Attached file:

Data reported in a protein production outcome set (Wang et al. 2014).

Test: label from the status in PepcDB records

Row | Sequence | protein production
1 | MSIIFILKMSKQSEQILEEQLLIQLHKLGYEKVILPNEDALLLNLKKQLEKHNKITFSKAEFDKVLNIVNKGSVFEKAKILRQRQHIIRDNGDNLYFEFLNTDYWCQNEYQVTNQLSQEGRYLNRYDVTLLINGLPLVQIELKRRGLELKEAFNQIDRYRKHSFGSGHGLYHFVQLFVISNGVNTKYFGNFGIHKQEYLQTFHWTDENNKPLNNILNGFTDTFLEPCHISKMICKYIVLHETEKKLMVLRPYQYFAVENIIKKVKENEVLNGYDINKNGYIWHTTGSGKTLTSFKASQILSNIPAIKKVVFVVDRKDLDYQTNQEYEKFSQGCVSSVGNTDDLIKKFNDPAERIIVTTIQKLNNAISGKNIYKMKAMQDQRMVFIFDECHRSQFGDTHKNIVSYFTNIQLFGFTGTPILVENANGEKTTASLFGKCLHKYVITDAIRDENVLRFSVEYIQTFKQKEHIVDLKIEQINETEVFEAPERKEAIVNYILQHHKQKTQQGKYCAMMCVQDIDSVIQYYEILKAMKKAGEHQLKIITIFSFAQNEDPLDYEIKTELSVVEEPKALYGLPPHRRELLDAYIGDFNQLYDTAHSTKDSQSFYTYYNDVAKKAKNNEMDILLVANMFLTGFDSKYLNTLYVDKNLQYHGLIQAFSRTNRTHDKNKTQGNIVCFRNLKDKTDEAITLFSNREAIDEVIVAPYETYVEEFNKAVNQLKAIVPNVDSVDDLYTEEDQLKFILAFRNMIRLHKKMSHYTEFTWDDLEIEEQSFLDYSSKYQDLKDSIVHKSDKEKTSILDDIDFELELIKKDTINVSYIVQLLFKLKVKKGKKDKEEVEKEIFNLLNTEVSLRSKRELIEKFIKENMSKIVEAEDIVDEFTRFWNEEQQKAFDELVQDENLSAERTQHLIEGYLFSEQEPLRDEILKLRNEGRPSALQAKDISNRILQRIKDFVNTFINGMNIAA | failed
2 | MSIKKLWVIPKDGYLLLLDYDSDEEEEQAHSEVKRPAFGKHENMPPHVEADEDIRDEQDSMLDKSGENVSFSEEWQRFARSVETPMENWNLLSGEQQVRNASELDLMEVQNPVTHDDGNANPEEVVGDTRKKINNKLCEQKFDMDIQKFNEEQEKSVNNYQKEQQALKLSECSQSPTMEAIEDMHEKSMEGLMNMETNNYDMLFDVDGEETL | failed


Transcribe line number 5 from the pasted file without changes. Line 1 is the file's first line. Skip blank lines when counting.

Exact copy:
2 | MSIKKLWVIPKDGYLLLLDYDSDEEEEQAHSEVKRPAFGKHENMPPHVEADEDIRDEQDSMLDKSGENVSFSEEWQRFARSVETPMENWNLLSGEQQVRNASELDLMEVQNPVTHDDGNANPEEVVGDTRKKINNKLCEQKFDMDIQKFNEEQEKSVNNYQKEQQALKLSECSQSPTMEAIEDMHEKSMEGLMNMETNNYDMLFDVDGEETL | failed